Bioethics think tank The Hastings Center have published an excellent open-access report on ‘Interpreting Neuroimages: The Technology and its Limits’ that takes a critical but balanced look at the use of brain scans for understanding the mind.
They’ve commissioned leading cognitive neuroscientists to write chapters including Geoffrey Aguirre, Martha Farah and Helen Mayberg, as well as having a chapter by some legal folks who discuss whether neuroimaging can teach us anything about moral and legal responsibility.
The chapter by the brilliant Martha Farah is particularly good and takes a level-headed look at the critiques of fMRI and is essential reading if you want to get up to speed on what brain scans are likely to tell us about the mind and brain.
The report is all in academic writing but if you’re a dedicated neuroscience fan, it probably won’t pose too much of a problem.
Link to ‘Interpreting Neuroimages: The Technology and its Limits’.
4 thoughts on “A balanced look at brain scanning”
A good article overall but it gives a pretty rose-tinted view on the state of neuroimaging, in my humble opinion.
Three quick points.
1) The article perpetuates an incorrect definition of statistical significance. The author states (p S25): “statistical tests yield a “significance level,” which is the probability that the observed difference between two conditions was due to chance variation alone.” Not it isn’t. The p value is not the posterior probability of the null. One of the reasons people chase p values in various dodgy ways (in fMRI and beyond) is because they don’t understand what a p value is and the severe limitations it places on inference. A p value is not a Bayes factor.
2) Many sections of the paper end by saying something like “but this problem isn’t unique to fMRI”, as though implying that this somehow mitigates the concern for fMRI research. I’ve never understood the logic of this position. It’s like say “we have problem with poverty in the UK but poverty is a worldwide problem so…[it’s not our fault] [it’s not for us to find a solution] [this means we shouldn’t care as much].”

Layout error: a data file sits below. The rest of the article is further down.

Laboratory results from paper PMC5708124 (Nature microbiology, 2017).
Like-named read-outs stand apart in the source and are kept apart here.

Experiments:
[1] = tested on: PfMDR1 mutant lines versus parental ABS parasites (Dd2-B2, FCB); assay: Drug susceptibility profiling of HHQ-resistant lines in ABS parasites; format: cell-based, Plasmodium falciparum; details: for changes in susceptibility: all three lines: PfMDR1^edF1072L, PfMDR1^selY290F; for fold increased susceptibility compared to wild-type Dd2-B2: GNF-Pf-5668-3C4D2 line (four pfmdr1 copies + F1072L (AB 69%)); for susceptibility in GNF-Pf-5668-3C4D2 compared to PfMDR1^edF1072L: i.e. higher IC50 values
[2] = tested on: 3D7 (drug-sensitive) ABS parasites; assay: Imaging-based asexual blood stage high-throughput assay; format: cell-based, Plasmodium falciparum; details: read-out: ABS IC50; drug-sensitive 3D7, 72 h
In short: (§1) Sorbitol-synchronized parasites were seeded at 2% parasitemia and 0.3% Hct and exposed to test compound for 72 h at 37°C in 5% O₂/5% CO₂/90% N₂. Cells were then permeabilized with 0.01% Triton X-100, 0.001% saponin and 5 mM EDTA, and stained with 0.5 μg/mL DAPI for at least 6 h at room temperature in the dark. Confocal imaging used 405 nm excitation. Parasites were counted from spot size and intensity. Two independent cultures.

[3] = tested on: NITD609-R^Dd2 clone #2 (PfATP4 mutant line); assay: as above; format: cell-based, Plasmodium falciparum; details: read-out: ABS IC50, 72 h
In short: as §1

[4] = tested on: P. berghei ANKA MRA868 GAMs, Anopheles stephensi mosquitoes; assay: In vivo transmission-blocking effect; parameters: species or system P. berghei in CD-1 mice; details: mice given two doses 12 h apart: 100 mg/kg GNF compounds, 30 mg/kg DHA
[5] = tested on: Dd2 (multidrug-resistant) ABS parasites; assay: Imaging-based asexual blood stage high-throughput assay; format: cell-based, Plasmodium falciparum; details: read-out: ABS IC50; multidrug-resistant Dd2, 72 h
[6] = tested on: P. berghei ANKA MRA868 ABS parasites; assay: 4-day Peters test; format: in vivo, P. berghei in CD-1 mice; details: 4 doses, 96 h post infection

3) The article overlooks the elephant in the room: known problems with researcher degrees of freedom in fMRI studies, highlighted by Josh Carp and others, e.g. http://journal.frontiersin.org/Journal/10.3389/fnins.2012.00149/full
This is a huge problem that invalidates p values across vast swathes of fMRI research, yet it warrants not a single mention. Why?
In this series of papers only one mentions problems with the data itself and it does in a manner that suggests that there is no problem. See Geoffrey K. Aguirre article and his discussion of motion artefacts. Note to all that could possibly be mislead by this simplistic critique: The application of algorithms ostensibly designed to correct motion artefact is not known to produce images sufficiently free of motion artefact.
Geoff Aguirre here. Motion is certainly a challenge for many neuroimaging studies, particularly for “resting state” measures between groups. But does DS wish to claim that the possibility of motion artifacts renders the entire neuroimaging enterprise suspect?
Regarding Chris’ points: p-hacking is absolutely a problem (and mentioned in my piece). My impression is that its prevalence varies by scientific discipline, related to how mature neuroimaging technique is to the group, but you may have other opinions. The point of indicating that these problems are not unique to neuroimaging is not to dismiss the urgent need to correct these flaws but instead to indicate that these problems do not invalidate neuroimaging per se as a scientific enterprise, just as p-hacking in genomics not invalidate genetics as a whole.
I don’t understand Chris Chamber’s 1st criticism above. The p-value is the probability of obtaining the result under the null hypothesis. Generally, the null can be described as ‘chance variation’. I don’t think the original author is perpetuating an incorrect definition here. But I’m not a statistician so feel free to correct me.